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Businesses selling shovels, soup and salt turn icy weather into cold cash

Coleen Riley buys a snow shovel at Ace Hardware in West Lafayette, Ind., earlier this month. Ace Hardware is having its best winter in more than a decade for snowblower and shovel sales. 

Associated Press

Coleen Riley buys a snow shovel at Ace Hardware in West Lafayette, Ind., earlier this month. Ace Hardware is having its best winter in more than a decade for snowblower and shovel sales. 

NEW YORK — The harsh winter has been rough on some businesses, but for a lucky few, the frigid weather has meant more cold hard cash.

Ace Hardware is having its best winter in more than a decade for snowblower and shovel sales. Waterproof boots are on a long back order at clothing maker L.L. Bean. And more people are staying home and ordering gooey grilled cheese sandwiches and booze from Delivery.com.

Much of the country has been in a deep freeze. Only 32 winters have been colder in the past 119 years, according to Jake Crouch, a climate scientist at the National Climatic Data Center, a division of the National Oceanic and Atmosphere Administration.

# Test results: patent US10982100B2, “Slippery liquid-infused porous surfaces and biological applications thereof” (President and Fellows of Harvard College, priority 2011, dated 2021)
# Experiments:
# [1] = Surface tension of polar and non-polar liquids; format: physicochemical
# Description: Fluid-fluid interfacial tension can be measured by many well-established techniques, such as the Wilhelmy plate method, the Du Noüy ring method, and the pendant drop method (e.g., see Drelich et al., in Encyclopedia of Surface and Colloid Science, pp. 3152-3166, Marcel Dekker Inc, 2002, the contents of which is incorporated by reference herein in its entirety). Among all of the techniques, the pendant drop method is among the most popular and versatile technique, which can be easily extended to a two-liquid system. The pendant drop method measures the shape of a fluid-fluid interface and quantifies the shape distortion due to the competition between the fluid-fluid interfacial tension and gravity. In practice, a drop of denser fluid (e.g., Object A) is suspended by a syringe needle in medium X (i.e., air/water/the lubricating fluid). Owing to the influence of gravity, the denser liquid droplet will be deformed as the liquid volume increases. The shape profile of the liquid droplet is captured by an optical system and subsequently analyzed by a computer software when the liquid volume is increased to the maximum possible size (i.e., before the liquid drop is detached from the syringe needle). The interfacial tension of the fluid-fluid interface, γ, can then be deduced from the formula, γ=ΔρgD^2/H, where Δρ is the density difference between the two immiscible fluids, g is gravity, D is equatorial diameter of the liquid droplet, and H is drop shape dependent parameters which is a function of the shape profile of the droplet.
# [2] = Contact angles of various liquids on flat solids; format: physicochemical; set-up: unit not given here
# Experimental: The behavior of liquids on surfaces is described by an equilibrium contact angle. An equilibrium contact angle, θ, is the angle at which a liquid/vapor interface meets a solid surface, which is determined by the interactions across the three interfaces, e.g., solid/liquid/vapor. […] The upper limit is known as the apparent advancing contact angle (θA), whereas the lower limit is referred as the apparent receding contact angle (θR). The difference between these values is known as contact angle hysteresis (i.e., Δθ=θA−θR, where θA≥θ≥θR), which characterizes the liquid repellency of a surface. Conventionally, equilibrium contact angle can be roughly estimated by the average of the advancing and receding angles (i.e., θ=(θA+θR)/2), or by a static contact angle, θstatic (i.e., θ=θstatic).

With more Americans stuck indoors, customers are ordering more meals and arranging to have their laundry picked up through Delivery.com's website and smartphone app. Sales at the company, which operates in major metro areas, rose 30 percent in January and February, compared with the year before. Orders for soup, wine and vodka have spiked.

People are "trying to stay warm," said Neeraj Sharma, the site's vice president of marketing. "They're hibernating."

But sooner or later, they have to dig out. Sales of shovels and snowblowers have doubled at Oak Brook, Ill.-based Ace Hardware. Salt sales are up, too. Total sales are up 20 percent so far this year, compared with a year ago.

The bad weather hasn't been as kind to other companies. Businesses that rely on having customers come to them have been hit hard. Wal-Mart Stores Inc. and Macy's Inc. said their sales have been hurt because of store closures.

When people do venture out into the cold, they stock up on products that protect against frigid temperatures. Carmex, which makes lip balm, said sales are up 9 percent over the past eight to 10 weeks from the same period a year ago. And L.L. Bean can't make its rubber and leather boots fast enough. The company has hired 40 new workers.

Businesses selling shovels, soup and salt turn icy weather into cold cash 03/03/14 [Last modified: Monday, March 3, 2014 8:29pm]
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